But, because general manager Jon Daniels and Co. stopped short of a full-on rebuild at the Trade Deadline (i.e. moving Mike Minor, Lance Lynn and others), there must be some thought that they can put the pieces together to at least vie for an AL Wild Card spot in their first season at Globe Life Field.
Texas still has one more year and $21 million owed to Shin-Soo Choo, but the overall payroll picture is pretty manageable, especially given the revenues that will come with the move.
And I’m just saying: Anthony Rendon is from Texas, the Rangers will have an opening at third base and Rendon went deep in a Nationals game literally as I was typing this sentence, which has to mean something. He’d look good in a lineup with a healthy Joey Gallo and a full season of Willie Calhoun.
My gut says this is a reach, because Toronto just doesn't appear to have the pitching to make a sudden rise in the AL East, and its own front office tends to point more toward '21 than '20 when talking about becoming competitive again. If they were big believers in '20, they likely wouldn’t have shipped out both Marcus Stroman and Aaron Sanchez when they did.
But we're still going to list Toronto here because baseball’s rules have been rewritten in recent years. The second Wild Card spot obviously created a different definition of “competitive,” and the influence of young talent means that clubs' timetables can accelerate faster than anticipated.
The Blue Jays have the makings of a very fun offense built around Vladimir Guerrero Jr. (who we can probably assume will settle in and find his stride in his sophomore season), Bo Bichette, Lourdes Gurriel Jr. and Cavan Biggio. If that offense lives up to its potential and Toronto can piece together a pitching staff that even vaguely resembles league average, maybe this will be the type of team that has a better-than-expected first half and looks for upgrades ahead of next summer’s Trade Deadline.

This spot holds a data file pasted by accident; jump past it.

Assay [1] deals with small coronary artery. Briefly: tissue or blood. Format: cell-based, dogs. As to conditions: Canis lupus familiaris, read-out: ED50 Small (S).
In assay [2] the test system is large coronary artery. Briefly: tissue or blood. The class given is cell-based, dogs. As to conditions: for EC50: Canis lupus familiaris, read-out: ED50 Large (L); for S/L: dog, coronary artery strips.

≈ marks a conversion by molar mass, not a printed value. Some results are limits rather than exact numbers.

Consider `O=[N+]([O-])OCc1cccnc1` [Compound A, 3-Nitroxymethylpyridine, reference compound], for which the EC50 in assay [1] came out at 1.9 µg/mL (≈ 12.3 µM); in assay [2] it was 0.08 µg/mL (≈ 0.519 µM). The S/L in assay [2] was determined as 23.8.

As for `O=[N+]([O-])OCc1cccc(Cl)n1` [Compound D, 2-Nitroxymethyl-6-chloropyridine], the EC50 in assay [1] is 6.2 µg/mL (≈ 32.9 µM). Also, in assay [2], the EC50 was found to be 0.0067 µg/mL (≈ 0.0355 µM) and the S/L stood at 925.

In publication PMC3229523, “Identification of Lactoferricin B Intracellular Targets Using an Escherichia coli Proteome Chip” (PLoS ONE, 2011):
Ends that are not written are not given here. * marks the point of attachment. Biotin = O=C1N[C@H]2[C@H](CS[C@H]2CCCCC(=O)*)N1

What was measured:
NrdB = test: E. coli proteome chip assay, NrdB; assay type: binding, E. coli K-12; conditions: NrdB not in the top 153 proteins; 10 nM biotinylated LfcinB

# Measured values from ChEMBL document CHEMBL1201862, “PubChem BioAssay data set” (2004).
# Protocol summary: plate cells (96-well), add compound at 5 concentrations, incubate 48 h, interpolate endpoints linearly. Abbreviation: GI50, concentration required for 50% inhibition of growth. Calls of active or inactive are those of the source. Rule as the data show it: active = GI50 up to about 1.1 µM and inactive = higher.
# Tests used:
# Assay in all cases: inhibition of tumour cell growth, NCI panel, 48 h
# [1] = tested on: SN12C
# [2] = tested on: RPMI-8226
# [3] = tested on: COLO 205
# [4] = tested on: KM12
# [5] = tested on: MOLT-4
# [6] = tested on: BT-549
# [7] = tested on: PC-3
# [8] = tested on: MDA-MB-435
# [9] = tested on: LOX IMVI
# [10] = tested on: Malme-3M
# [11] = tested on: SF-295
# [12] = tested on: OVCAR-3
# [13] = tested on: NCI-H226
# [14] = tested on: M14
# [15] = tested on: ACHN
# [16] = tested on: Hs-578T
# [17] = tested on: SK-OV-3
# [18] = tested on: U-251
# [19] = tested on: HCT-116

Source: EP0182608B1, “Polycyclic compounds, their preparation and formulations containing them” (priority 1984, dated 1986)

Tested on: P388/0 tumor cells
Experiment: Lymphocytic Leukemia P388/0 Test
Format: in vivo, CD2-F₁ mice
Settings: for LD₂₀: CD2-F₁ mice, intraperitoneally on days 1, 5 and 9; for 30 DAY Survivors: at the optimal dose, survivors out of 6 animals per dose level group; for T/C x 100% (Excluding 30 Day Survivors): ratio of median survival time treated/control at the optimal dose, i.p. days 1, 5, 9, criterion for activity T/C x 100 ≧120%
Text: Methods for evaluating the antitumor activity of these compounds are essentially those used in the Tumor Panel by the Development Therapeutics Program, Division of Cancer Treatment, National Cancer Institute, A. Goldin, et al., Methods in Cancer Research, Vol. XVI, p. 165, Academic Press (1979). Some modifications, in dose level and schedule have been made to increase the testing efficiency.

The Blue Jays’ biggest expenditure next season will be the $14 million they still owe Troy Tulowitzki. So, while I highly doubt they’ll make a big splurge this winter, there’s plenty of ability to add quality depth to the roster and make the bit of conjecture here more than a half-baked scheme.
I’m only including one National League team because, well, when darn near every NL club is not totally, completely, 100% out of it in the third week of August, there’s not much to work with.
These confines of my own making left me with just three NL teams to choose from: the Rockies, Pirates and Marlins. I would be lying if I said any of the three inspire great confidence right now. They are where they are for a reason.
The Marlins will graduate several of their top prospects to the Majors next season, but they need a lot of help. The Pirates might have the best chance at their division title of the three, but they've already lost Jameson Taillon for 2020, don’t have an overwhelming farm system to rely on and, in all likelihood, aren’t going to be spending significant money this winter.
So the Rockies, it is. They’ve got a top-heavy payroll that’s going to make improvement on this frustrating season difficult, and binging on the bullpen has seriously backfired. But if the carousel comes back around with their young starting staff -- health for Jon Gray, better health and results for 2018 down-ballot NL Cy Young Award vote recipient Kyle Freeland, better luck for German Marquez, etc. -- and youngsters like Ryan McMahon and Brendan Rodgers reach their potential, it’s a low bar for entry into the NL Wild Card conversation. And having one of the best players in the game in Nolan Arenado doesn’t hurt.
Anthony Castrovince has been a reporter for MLB.com since 2004. Read his columns and follow him on Twitter at @Castrovince.